Something nice

Here at Thorson’s Throws™, we try to highlight the good, or at least something nice in weeks like these where there isn’t a whole of it. I had a pretty easy job this week, because one throw stood above the rest. Here’s a look at Thorson’s fourth-quarter touchdown to Riley Lees.

It’s third and 1 for NU, who is down two scores. Four down territory, because of the game situation and the kicker debacle, so I like that McCall goes with a four-wide set — two plays to get one yard, basically, so NU can take a shot on third down.

Pre-snap alignments

Notre Dame is playing man coverage (press on the wide side) with a single high safety. I’m guessing they anticipated one of NU’s patented third and short mesh routes or quick slants, so both CBs on the wide side are lined with inside leverage on Lees and Skowronek.

Thorson had some issues with telegraphing his passes early in the game, but on this play he does a great job of looking left to draw the high safety a step in that direction. Blake Hance gets beat (this was a theme all night), but Thorson anticipates the pressure, steps up, and delivers a dime to Lees in the end zone.

Notre Dame’s safety had no chance to help out on the play, and Lees does a great job using his body to shield off his defender. More of this, please.

The upshot

Some of Thorson’s best games in an NU uniform have come on the road. He engineered big wins over Michigan State (2016, 2018) and Iowa (2016), and looked awesome at the Shoe back in 2016.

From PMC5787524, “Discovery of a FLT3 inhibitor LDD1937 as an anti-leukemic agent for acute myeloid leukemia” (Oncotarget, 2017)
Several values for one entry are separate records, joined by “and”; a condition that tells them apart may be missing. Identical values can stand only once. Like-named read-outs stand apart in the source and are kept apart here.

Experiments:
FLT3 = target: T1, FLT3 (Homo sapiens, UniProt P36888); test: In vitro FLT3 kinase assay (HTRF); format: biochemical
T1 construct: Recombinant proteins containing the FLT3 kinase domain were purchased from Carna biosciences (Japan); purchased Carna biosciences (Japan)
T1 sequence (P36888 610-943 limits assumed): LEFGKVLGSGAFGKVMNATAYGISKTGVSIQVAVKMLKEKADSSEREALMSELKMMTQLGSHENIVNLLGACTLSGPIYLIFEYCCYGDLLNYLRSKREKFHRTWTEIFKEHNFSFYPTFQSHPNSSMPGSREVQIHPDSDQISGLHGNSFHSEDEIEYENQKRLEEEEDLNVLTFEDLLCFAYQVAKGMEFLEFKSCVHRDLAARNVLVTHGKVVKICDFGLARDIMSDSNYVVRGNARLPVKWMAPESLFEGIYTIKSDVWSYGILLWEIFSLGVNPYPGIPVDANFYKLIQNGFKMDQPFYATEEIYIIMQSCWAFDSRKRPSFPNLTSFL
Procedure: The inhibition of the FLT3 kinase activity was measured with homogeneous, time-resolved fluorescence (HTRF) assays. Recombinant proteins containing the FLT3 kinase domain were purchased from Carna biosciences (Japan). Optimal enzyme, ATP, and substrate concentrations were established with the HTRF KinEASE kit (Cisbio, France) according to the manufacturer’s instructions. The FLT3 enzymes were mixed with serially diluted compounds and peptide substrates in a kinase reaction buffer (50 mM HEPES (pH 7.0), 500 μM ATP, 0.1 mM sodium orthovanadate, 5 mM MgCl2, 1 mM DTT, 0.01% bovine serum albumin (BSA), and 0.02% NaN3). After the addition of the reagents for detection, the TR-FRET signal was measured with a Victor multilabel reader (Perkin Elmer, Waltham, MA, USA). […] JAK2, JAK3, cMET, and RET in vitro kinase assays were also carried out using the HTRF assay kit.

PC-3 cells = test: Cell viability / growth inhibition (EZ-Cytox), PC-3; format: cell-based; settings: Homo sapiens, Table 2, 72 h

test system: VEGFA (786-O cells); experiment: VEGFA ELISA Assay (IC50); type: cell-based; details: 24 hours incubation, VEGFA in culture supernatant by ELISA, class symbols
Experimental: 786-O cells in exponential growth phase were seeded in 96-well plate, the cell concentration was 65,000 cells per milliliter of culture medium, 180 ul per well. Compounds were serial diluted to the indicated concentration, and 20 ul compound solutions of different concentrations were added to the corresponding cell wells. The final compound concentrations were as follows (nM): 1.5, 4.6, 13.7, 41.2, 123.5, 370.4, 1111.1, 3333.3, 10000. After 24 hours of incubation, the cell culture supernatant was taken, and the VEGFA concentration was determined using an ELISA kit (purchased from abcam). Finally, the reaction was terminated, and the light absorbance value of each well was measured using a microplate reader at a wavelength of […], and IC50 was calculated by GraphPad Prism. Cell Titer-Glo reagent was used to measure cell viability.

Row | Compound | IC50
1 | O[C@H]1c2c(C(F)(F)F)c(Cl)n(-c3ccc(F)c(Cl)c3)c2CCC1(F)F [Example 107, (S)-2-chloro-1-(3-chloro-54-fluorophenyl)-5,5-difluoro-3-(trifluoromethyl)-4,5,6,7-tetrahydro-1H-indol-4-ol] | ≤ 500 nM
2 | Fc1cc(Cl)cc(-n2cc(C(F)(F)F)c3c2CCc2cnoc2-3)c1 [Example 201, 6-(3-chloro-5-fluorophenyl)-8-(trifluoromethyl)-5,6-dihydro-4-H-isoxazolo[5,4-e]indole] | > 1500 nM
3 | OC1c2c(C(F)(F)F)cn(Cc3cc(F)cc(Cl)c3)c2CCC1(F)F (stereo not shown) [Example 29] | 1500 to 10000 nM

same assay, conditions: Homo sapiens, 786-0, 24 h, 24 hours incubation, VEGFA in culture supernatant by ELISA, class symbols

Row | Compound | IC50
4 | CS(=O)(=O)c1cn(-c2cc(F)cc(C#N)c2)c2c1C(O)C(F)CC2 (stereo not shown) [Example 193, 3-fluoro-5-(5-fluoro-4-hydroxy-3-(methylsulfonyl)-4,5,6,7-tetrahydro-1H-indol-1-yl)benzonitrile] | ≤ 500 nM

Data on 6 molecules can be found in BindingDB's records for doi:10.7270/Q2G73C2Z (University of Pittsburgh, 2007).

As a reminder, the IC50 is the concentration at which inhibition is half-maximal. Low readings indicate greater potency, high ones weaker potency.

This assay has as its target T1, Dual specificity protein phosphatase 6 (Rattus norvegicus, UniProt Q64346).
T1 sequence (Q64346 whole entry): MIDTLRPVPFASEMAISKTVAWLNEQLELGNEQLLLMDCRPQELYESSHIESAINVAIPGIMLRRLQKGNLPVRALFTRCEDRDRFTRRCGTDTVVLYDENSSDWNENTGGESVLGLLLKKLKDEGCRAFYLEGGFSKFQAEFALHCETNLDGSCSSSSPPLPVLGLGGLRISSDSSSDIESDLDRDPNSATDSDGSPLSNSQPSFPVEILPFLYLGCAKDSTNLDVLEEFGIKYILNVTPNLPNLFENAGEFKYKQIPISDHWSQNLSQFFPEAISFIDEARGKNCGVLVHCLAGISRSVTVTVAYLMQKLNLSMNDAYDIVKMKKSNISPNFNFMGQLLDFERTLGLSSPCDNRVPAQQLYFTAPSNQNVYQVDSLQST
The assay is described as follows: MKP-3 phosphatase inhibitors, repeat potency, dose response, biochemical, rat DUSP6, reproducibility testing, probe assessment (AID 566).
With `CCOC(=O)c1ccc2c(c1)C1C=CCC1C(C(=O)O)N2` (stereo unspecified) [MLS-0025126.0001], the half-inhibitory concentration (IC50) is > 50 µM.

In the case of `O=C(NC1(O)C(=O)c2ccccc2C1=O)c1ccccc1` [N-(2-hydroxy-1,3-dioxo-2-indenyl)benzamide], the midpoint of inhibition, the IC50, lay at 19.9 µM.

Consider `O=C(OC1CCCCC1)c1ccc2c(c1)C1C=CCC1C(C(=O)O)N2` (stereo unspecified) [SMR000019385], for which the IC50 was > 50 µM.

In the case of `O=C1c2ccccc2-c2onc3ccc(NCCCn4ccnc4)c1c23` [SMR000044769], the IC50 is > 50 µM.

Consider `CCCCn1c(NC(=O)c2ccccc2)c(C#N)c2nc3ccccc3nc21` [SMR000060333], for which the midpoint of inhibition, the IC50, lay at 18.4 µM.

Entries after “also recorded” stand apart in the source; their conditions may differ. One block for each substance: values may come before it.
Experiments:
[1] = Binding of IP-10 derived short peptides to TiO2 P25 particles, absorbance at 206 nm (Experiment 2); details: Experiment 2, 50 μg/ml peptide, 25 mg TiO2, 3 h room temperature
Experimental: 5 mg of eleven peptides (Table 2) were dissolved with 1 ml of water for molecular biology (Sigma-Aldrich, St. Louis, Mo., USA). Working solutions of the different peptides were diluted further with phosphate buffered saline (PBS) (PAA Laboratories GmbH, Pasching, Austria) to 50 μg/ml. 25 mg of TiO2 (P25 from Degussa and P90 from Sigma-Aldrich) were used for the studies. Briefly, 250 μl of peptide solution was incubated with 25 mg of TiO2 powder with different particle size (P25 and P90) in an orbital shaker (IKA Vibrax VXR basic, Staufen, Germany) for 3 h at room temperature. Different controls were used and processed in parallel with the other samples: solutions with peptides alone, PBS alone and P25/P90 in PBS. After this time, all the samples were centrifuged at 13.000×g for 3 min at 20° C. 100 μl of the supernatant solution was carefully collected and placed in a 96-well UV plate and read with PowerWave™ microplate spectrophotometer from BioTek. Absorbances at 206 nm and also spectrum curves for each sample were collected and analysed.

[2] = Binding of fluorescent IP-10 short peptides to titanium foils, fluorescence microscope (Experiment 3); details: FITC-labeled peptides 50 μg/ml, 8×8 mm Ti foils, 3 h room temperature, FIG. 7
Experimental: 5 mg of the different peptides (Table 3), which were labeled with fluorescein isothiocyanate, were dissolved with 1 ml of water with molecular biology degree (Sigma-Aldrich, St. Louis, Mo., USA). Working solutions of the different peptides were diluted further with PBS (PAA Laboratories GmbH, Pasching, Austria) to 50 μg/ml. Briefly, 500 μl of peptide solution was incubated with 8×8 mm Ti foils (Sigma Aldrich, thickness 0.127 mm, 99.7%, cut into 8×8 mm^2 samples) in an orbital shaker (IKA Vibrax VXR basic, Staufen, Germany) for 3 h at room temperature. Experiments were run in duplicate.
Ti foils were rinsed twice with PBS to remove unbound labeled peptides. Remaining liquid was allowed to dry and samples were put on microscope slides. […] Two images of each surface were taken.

Iowa’s defense is nothing to scoff at — in fact the Hawkeyes boast the No. 21 unit in the country by S&P+. They limit big plays very well on the ground and through the air. It’s going to take great execution all-around, though most importantly up front, to put points up in Iowa City. Still, NU needs more of Dr. Clayton and less of Mr. Thorson (guess which book I read in Intro to Fiction this week) if they’re gonna come home with a win. Thorson is probably still the best offensive player NU has to offer. He hasn’t played like it the past three weeks, and he’ll need to Saturday in Iowa City.

Clayton Thorson Season Totals, Week 10

40+ 1 4 77 19.25 77 1 1
30-39 4 20 148 7.40 37 1 2
20-29 8 22 203 9.23 25.38 5 0
10-19 25 60 465 7.75 18.6 3 1
0-9 172 243 1322 5.44 7.69 1 6
Totals 210 349 2215 6.35 10.55 11 10